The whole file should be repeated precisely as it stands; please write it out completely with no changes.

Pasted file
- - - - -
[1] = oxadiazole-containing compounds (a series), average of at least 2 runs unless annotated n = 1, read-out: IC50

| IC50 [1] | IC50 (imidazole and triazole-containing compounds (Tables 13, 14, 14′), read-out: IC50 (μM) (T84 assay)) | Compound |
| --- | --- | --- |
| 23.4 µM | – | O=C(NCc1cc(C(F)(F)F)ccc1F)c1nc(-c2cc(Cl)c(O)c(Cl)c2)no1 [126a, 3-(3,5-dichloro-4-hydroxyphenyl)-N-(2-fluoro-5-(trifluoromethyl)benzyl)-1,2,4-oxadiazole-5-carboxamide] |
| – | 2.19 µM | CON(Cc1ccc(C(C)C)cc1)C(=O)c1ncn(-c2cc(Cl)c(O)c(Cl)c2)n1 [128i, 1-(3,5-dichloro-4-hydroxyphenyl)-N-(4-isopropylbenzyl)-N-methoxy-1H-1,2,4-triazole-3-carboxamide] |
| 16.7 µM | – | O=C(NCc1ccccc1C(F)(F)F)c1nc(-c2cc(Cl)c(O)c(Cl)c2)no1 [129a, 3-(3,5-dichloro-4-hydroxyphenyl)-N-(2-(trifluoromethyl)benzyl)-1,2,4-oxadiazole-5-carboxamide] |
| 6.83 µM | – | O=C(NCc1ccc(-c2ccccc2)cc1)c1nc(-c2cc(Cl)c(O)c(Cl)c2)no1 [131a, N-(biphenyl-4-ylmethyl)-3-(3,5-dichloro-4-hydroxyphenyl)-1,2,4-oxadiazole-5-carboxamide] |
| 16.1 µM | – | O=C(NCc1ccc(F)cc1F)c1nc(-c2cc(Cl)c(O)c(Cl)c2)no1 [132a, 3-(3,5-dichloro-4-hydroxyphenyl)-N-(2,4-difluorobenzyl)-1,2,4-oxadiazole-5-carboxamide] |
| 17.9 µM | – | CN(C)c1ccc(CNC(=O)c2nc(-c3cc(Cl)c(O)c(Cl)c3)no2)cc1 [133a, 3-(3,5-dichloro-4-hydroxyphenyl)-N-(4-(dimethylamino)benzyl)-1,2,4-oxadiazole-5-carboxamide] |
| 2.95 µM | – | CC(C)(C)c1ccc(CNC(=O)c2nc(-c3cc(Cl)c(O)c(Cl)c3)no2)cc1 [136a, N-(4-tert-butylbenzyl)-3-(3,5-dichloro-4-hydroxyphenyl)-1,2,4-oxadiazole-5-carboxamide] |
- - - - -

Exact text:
[1] = oxadiazole-containing compounds (a series), average of at least 2 runs unless annotated n = 1, read-out: IC50

| IC50 [1] | IC50 (imidazole and triazole-containing compounds (Tables 13, 14, 14′), read-out: IC50 (μM) (T84 assay)) | Compound |
| --- | --- | --- |
| 23.4 µM | – | O=C(NCc1cc(C(F)(F)F)ccc1F)c1nc(-c2cc(Cl)c(O)c(Cl)c2)no1 [126a, 3-(3,5-dichloro-4-hydroxyphenyl)-N-(2-fluoro-5-(trifluoromethyl)benzyl)-1,2,4-oxadiazole-5-carboxamide] |
| – | 2.19 µM | CON(Cc1ccc(C(C)C)cc1)C(=O)c1ncn(-c2cc(Cl)c(O)c(Cl)c2)n1 [128i, 1-(3,5-dichloro-4-hydroxyphenyl)-N-(4-isopropylbenzyl)-N-methoxy-1H-1,2,4-triazole-3-carboxamide] |
| 16.7 µM | – | O=C(NCc1ccccc1C(F)(F)F)c1nc(-c2cc(Cl)c(O)c(Cl)c2)no1 [129a, 3-(3,5-dichloro-4-hydroxyphenyl)-N-(2-(trifluoromethyl)benzyl)-1,2,4-oxadiazole-5-carboxamide] |
| 6.83 µM | – | O=C(NCc1ccc(-c2ccccc2)cc1)c1nc(-c2cc(Cl)c(O)c(Cl)c2)no1 [131a, N-(biphenyl-4-ylmethyl)-3-(3,5-dichloro-4-hydroxyphenyl)-1,2,4-oxadiazole-5-carboxamide] |
| 16.1 µM | – | O=C(NCc1ccc(F)cc1F)c1nc(-c2cc(Cl)c(O)c(Cl)c2)no1 [132a, 3-(3,5-dichloro-4-hydroxyphenyl)-N-(2,4-difluorobenzyl)-1,2,4-oxadiazole-5-carboxamide] |
| 17.9 µM | – | CN(C)c1ccc(CNC(=O)c2nc(-c3cc(Cl)c(O)c(Cl)c3)no2)cc1 [133a, 3-(3,5-dichloro-4-hydroxyphenyl)-N-(4-(dimethylamino)benzyl)-1,2,4-oxadiazole-5-carboxamide] |
| 2.95 µM | – | CC(C)(C)c1ccc(CNC(=O)c2nc(-c3cc(Cl)c(O)c(Cl)c3)no2)cc1 [136a, N-(4-tert-butylbenzyl)-3-(3,5-dichloro-4-hydroxyphenyl)-1,2,4-oxadiazole-5-carboxamide] |